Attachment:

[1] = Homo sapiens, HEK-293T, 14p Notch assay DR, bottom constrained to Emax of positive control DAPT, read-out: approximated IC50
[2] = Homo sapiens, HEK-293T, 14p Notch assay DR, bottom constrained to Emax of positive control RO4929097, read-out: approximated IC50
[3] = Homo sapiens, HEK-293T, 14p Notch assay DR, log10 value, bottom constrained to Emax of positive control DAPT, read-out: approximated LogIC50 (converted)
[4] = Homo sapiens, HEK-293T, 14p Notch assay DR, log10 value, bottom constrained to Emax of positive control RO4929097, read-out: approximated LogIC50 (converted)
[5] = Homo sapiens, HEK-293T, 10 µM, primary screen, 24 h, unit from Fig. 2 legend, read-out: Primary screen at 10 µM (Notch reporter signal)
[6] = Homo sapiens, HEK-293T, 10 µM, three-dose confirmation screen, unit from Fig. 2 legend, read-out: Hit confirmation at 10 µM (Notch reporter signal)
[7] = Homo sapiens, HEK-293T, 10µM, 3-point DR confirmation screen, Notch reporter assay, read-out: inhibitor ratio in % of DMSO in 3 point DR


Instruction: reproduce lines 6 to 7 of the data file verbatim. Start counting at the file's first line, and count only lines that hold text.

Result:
[6] = Homo sapiens, HEK-293T, 10 µM, three-dose confirmation screen, unit from Fig. 2 legend, read-out: Hit confirmation at 10 µM (Notch reporter signal)
[7] = Homo sapiens, HEK-293T, 10µM, 3-point DR confirmation screen, Notch reporter assay, read-out: inhibitor ratio in % of DMSO in 3 point DR